Are you planning to purchase auto insurance? Are you confused by all the coverage and policy options available?
Here’s everything you need to know to get the coverage that’s right for you at a fair price.
This coverage is required in most states. It pays for medical bills, lost wages, rehabilitation, treatment, and funeral costs for anyone injured or killed by your car. It will also pay damages if you are sued. This could be your most important coverage because if something really unthinkable happens in an auto accident — someone is seriously injured or killed — your finances could be significantly impacted if you have to cover their medical bills or are sued and you don't have the right level of coverage. A benchmark low-level for this coverage is $100,000 per person and $300,000 per accident, but you should think seriously about selecting a higher level.
Most states require this coverage. It pays to repair or replace another person's vehicle or property when it's damaged by your car. States typically require only $10,000 to $25,000 worth of coverage, but it can be a smart move to get a higher level of protection.
This coverage is required in about half the states. It reimburses you for medical costs, lost wages and in-home care that results from an accident. It covers both you and your passengers. Some people recommend purchasing the minimum level of this coverage if you have good health insurance. The problem with that is you could also be required to pay the medical bills of your passengers if there's an accident and you never know what kind of health coverage they have.
This coverage is required in many states. It pays medical bills, rehabilitation costs, and funeral expenses, as well as losses for pain and suffering for you or the passengers in your car when an accident is caused by a hit-and-run driver or someone who has little or no insurance. A good rule of thumb is to have coverage equal to the amount of bodily injury coverage you carry.
This is optional coverage, but it is one you should definitely consider. It pays to repair or replace your car if it's involved in an accident, no matter who or what caused it. It also pays to repair or replace your car if it's stolen or damaged as a result of a storm or other natural event.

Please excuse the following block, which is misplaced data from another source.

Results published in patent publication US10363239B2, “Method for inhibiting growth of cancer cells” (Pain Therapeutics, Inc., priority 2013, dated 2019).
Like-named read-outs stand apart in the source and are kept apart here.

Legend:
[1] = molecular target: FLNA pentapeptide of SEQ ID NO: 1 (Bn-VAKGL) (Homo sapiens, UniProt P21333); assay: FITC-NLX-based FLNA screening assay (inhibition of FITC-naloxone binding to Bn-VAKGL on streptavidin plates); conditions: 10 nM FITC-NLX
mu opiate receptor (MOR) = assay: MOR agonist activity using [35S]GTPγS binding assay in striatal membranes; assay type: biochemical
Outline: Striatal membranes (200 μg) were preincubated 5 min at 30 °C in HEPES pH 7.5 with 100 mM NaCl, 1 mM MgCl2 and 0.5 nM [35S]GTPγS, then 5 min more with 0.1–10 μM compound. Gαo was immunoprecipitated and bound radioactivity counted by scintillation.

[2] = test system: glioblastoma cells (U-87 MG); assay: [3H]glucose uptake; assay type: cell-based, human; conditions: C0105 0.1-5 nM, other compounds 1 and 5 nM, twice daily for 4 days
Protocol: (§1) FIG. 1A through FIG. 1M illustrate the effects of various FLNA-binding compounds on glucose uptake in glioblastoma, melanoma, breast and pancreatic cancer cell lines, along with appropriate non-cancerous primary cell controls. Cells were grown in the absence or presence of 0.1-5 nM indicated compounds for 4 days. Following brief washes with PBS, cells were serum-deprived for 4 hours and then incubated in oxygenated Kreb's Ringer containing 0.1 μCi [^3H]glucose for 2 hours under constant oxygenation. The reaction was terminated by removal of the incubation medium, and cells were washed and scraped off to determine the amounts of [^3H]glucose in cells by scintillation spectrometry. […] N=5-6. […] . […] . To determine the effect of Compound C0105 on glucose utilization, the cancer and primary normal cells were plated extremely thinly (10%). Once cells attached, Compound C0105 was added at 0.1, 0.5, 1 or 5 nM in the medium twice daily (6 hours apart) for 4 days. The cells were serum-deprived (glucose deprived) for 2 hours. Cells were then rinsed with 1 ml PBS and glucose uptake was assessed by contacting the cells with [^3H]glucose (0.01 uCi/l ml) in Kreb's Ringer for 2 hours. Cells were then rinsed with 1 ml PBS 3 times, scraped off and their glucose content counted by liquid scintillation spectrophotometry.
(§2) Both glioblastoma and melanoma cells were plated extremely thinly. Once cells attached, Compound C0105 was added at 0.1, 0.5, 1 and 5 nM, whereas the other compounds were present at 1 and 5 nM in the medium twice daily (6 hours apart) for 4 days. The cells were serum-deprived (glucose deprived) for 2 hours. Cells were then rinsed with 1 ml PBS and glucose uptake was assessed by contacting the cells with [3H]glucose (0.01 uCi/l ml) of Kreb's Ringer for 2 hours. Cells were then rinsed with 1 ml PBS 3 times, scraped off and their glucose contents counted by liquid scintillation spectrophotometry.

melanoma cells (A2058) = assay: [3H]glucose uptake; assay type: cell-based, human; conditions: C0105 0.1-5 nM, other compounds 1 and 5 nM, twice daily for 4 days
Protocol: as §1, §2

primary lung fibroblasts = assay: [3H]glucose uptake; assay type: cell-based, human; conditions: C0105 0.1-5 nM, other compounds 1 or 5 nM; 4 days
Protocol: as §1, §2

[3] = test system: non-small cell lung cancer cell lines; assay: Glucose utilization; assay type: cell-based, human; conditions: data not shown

Could you afford to repair or replace your car if it was seriously damaged or totaled in an accident? Most people can't — and that's why they need this coverage.
Collision and Comprehensive Coverage comes with a deductible. A deductible means that you will be required to pay some of the costs for repairing or replacing your car before the insurance kicks in. Choose the highest deductible you can afford to pay at any given time. Generally, a higher deductible results in lower insurance costs and a lower deductible means you will pay more for insurance.
Roadside assistance. This optional coverage pays to have your vehicle towed in the event of an accident or breakdown. It can also cover minor, out-of-shop repairs. If you already have an auto-club membership or your car's manufacturer provides this service for free, you don't need to pay for this extra coverage.
Rental reimbursement. This optional coverage typically costs $30 per year and pays for a rental car — usually for up to 30 days — if your vehicle is stolen or is in the shop for repairs because of an accident. There's usually a cap on the amount you're reimbursed per day and per occurrence. This coverage is worth it if you depend on your car to get to work.
These are some of the basic coverages most insurance companies will offer you. There are others that may come-up during the insurance buying process. You should take the time to talk to an insurance agent or do research online to find out whether you really need these coverages.